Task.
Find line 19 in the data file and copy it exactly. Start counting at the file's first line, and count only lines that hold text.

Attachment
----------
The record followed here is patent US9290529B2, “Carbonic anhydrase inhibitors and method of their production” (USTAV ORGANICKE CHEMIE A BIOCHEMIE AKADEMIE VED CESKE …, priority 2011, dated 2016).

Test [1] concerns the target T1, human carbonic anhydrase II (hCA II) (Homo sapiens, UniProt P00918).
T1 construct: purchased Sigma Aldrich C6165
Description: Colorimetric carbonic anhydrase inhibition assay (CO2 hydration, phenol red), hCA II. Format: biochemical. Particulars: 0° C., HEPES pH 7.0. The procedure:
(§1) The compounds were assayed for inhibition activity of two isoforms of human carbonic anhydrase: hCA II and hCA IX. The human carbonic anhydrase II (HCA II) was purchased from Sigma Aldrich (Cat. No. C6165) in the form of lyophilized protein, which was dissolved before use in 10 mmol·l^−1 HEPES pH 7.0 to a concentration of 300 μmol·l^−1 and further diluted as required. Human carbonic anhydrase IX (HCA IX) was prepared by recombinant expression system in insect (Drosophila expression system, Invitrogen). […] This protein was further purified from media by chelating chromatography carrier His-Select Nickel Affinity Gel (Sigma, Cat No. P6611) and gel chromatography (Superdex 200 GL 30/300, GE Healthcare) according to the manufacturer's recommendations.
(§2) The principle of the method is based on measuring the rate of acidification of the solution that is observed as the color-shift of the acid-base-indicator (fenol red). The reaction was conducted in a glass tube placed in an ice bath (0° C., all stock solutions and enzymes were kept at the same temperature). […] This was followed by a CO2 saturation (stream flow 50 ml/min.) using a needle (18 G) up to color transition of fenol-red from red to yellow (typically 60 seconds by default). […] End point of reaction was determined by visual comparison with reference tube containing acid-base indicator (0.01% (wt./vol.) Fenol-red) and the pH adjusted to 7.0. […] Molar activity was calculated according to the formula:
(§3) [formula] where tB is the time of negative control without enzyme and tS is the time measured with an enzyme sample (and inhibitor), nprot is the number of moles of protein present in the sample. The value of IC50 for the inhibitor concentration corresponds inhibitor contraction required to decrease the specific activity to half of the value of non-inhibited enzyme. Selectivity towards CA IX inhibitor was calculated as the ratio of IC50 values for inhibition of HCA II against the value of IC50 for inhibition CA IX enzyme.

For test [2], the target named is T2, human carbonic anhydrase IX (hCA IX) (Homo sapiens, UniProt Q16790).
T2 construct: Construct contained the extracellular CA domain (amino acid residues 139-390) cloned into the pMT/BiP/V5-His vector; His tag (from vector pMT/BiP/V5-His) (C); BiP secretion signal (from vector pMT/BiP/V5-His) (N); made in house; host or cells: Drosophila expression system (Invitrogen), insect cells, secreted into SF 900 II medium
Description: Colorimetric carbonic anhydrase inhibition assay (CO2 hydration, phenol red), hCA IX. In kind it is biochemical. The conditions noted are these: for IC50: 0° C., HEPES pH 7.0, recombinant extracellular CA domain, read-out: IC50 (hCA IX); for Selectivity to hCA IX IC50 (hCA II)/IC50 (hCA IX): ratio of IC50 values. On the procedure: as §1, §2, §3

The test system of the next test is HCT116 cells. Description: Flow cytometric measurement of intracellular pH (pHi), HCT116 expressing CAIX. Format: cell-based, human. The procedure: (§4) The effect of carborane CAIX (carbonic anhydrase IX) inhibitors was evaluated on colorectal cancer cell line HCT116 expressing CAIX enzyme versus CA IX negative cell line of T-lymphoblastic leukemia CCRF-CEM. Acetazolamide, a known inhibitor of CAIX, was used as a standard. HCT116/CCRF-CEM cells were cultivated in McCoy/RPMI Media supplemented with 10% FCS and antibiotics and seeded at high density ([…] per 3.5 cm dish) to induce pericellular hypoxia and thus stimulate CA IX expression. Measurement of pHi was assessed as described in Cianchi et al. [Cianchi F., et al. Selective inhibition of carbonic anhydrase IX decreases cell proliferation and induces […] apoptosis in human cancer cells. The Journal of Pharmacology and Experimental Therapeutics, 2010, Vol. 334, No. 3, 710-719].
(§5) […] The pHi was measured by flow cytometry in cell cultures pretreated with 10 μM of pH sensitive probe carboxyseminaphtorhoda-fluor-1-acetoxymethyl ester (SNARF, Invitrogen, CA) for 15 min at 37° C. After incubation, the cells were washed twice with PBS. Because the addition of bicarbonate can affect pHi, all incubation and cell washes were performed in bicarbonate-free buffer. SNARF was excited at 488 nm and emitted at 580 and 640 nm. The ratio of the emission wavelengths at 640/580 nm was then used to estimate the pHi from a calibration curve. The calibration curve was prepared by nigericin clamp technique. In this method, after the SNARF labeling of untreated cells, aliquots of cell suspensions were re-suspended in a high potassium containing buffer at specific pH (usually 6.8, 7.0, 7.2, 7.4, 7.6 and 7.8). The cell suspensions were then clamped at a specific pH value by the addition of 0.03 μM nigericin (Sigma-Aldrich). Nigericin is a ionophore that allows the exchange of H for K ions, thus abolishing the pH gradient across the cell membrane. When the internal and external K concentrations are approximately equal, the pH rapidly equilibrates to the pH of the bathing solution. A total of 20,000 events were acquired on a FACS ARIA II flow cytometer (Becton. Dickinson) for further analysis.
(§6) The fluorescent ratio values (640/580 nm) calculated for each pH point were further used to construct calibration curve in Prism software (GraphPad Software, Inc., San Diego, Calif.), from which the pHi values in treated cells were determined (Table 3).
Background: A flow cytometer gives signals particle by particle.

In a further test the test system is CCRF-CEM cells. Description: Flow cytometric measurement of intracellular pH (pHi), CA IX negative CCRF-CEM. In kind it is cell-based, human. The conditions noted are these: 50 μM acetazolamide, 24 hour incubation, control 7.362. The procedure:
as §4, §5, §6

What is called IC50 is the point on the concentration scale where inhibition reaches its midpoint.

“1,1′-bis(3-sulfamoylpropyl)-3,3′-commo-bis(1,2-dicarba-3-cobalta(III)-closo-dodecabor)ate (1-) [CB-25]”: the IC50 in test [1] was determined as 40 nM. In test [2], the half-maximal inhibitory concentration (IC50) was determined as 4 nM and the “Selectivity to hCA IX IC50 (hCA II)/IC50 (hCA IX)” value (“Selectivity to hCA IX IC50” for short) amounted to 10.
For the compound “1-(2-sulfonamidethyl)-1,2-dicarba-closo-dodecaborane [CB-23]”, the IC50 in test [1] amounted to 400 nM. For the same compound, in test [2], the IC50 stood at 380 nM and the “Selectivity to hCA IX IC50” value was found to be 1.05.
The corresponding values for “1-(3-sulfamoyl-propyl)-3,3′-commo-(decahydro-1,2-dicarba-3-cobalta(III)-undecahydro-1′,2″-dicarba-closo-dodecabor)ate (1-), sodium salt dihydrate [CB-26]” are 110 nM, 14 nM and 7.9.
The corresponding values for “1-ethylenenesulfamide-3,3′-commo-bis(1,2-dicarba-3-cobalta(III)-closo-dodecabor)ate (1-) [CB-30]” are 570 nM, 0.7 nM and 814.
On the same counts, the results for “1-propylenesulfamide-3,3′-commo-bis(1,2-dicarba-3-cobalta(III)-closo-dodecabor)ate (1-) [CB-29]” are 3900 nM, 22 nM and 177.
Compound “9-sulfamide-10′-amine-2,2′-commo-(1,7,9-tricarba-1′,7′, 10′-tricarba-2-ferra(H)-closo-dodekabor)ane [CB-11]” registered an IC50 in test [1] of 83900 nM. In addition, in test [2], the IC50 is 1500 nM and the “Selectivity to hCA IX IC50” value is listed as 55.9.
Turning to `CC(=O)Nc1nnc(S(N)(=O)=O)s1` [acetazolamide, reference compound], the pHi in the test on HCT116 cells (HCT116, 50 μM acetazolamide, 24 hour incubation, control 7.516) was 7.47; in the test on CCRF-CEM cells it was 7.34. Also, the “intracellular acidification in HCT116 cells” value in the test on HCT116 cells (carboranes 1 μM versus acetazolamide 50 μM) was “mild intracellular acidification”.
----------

For the compound “1-(2-sulfonamidethyl)-1,2-dicarba-closo-dodecaborane [CB-23]”, the IC50 in test [1] amounted to 400 nM. For the same compound, in test [2], the IC50 stood at 380 nM and the “Selectivity to hCA IX IC50” value was found to be 1.05.